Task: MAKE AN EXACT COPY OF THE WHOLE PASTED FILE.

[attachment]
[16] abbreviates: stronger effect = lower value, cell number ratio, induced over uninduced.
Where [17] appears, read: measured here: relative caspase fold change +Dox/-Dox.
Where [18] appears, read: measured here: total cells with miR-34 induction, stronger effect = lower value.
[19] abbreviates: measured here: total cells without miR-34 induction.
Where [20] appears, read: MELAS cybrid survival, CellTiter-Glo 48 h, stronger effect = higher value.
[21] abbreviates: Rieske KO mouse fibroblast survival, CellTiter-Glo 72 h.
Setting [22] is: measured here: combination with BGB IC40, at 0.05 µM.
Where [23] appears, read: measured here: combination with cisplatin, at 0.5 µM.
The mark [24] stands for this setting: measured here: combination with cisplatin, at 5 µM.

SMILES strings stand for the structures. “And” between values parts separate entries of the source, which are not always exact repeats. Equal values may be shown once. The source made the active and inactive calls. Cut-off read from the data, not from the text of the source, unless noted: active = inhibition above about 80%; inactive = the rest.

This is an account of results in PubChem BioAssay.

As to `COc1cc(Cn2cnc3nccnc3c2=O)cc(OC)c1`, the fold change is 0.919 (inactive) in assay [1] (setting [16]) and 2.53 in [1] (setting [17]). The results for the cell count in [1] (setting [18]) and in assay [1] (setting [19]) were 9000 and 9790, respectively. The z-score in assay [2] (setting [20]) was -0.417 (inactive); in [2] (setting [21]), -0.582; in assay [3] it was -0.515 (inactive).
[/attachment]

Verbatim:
[16] abbreviates: stronger effect = lower value, cell number ratio, induced over uninduced.
Where [17] appears, read: measured here: relative caspase fold change +Dox/-Dox.
Where [18] appears, read: measured here: total cells with miR-34 induction, stronger effect = lower value.
[19] abbreviates: measured here: total cells without miR-34 induction.
Where [20] appears, read: MELAS cybrid survival, CellTiter-Glo 48 h, stronger effect = higher value.
[21] abbreviates: Rieske KO mouse fibroblast survival, CellTiter-Glo 72 h.
Setting [22] is: measured here: combination with BGB IC40, at 0.05 µM.
Where [23] appears, read: measured here: combination with cisplatin, at 0.5 µM.
The mark [24] stands for this setting: measured here: combination with cisplatin, at 5 µM.

SMILES strings stand for the structures. “And” between values parts separate entries of the source, which are not always exact repeats. Equal values may be shown once. The source made the active and inactive calls. Cut-off read from the data, not from the text of the source, unless noted: active = inhibition above about 80%; inactive = the rest.

This is an account of results in PubChem BioAssay.

As to `COc1cc(Cn2cnc3nccnc3c2=O)cc(OC)c1`, the fold change is 0.919 (inactive) in assay [1] (setting [16]) and 2.53 in [1] (setting [17]). The results for the cell count in [1] (setting [18]) and in assay [1] (setting [19]) were 9000 and 9790, respectively. The z-score in assay [2] (setting [20]) was -0.417 (inactive); in [2] (setting [21]), -0.582; in assay [3] it was -0.515 (inactive).